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Imagining a Better World
A video from the second SDE Weekend in which the speaker explores the potential role of imagination (along with accompanying playfulness and experimentation) in shaping radically different ways of relating to each other, approaching “education,” and restructuring society itself.

Note: the video and script are from Idzie’s presentation only. The participant dialogue was not recorded for this session.

Transcript

Hello, and thank you all for being here!

I have a presentation of around 20 minutes, but I’d just like for it to provide a jumping-off point for the discussion that follows. I’m sharing some things that have been on my mind when it comes to imagination and its impact, sharing a bit about my own background as an unschooler and the development of my own politics. This includes a lot of thoughts-in-progress, incomplete musings, bits of inspiration from others. Mostly I’m really interested in what all of you think about these topics. So lets get started.
Changing with the times

When I first thought about what I wanted to talk about with this space I’ve been given, I thought of how often the issue of imagination–and its lack–comes up. I constantly see the claim being made that ideas are unrealistic or idealistic, simply because those ideas question the ways things are currently done, challenge power structures, or propose new ways of living. And alongside of this, I see the constant refrain from those who suggest that radical change is desperately needed, that what is also needed is radical imagination, the ability to envision new realities. Writer and activist Adrienne Maree Brown has said that “we are in an imagination battle.”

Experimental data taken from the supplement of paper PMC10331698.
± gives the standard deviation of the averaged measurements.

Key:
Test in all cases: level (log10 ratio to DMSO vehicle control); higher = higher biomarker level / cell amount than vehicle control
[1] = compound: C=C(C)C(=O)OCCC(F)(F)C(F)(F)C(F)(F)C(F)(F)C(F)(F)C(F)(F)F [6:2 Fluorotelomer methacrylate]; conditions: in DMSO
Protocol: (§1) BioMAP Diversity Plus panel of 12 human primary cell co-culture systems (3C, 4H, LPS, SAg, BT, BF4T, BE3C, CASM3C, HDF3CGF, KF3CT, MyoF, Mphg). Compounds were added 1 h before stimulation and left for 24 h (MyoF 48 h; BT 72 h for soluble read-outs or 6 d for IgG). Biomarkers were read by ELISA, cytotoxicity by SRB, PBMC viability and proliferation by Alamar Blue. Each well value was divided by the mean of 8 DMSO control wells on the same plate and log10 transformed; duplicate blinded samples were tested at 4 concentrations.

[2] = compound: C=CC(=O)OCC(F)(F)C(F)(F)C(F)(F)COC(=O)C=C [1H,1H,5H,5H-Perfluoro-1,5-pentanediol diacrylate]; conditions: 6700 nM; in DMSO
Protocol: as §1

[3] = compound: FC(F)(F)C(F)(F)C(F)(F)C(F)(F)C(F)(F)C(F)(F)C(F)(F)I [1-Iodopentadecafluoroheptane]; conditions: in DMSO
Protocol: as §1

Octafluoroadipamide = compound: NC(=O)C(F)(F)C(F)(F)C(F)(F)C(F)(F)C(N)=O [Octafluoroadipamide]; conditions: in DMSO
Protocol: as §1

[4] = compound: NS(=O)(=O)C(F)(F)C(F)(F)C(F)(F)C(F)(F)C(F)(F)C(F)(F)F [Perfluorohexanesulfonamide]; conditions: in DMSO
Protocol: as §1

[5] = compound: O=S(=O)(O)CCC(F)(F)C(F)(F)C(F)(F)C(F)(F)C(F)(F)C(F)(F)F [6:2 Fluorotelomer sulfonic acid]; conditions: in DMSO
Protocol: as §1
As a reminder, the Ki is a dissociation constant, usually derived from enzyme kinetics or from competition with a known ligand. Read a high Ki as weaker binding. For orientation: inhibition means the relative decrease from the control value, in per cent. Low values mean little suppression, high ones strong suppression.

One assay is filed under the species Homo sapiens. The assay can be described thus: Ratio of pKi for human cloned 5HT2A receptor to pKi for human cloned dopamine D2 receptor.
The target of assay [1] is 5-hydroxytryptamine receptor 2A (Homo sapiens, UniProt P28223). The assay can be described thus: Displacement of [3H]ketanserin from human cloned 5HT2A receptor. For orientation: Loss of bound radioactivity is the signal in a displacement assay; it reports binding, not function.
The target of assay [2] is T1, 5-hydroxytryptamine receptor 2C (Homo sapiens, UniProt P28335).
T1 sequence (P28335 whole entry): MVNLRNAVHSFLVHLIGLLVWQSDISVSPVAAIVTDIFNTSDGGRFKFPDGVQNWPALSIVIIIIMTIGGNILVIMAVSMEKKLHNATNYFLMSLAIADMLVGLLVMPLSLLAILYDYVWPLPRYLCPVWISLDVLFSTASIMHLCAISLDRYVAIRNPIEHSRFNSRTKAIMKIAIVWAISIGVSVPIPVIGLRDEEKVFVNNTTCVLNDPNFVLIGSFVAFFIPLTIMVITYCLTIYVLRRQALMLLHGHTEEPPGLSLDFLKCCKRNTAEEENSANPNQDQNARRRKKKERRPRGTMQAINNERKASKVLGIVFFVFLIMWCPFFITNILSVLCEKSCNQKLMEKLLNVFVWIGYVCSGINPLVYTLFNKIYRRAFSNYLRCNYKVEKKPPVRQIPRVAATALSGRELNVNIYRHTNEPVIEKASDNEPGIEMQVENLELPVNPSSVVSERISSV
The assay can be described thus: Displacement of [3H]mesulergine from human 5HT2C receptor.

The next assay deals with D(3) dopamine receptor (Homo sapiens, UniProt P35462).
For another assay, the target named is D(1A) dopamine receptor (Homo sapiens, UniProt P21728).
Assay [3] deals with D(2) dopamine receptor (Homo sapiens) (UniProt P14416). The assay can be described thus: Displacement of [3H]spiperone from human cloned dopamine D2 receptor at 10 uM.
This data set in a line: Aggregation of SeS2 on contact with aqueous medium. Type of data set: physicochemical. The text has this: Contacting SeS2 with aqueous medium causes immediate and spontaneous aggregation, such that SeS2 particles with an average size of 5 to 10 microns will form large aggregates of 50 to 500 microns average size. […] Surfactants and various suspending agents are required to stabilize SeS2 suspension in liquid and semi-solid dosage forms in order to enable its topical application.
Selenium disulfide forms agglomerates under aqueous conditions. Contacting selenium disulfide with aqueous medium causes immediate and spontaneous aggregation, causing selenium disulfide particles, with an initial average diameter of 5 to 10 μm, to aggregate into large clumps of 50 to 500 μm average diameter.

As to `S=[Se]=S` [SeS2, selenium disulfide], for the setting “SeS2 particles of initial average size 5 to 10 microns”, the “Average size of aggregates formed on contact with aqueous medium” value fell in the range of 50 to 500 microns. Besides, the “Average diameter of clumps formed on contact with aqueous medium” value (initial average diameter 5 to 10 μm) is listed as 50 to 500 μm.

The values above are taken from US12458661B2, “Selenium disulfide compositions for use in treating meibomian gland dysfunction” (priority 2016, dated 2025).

So this has been something on my mind. But in the intervening time between saying “yes” to this conference and being here with you today, I found myself really struggling to find my way into a topic that is in large part an optimistic one. COVID cases shot up around the world, including in my home province of Quebec. Seasonal depression, something I’ve experienced for many years, worsened as the cold grew. My cat needed surgery. And one of my dearest friends had a health emergency. So I was left feeling like I was so focused on crises or potential crises that I couldn’t think beyond them.
Imagination as a tether during depression

The title of this session suggests the bigger picture, the way imagination can potentially spiral outwards, having far bigger impacts than just on the individual. But I quickly realized that I couldn’t discuss this topic without starting from my own life, my own experience as an unschooler (which I’ll talk about more in a bit), and my own experience of mental illness.

I mentioned seasonal depression already, but depression has been a companion for much of my life. It’s something I’ve learned to live with in some ways, and that I continue to resent and attempt to better manage in many other ways. If this is something that any of you have experience with, I’m sure it will be familiar when I talk about the way that depression dulls enjoyment, slowly constricting your life as one thing after the other that you liked or cared about or thought was beautiful gets buried under an apathetic fog.

Depression steals away any enthusiasm for the next day, any belief that it will include good things. Eventually, it takes away the belief that anything will ever be good again.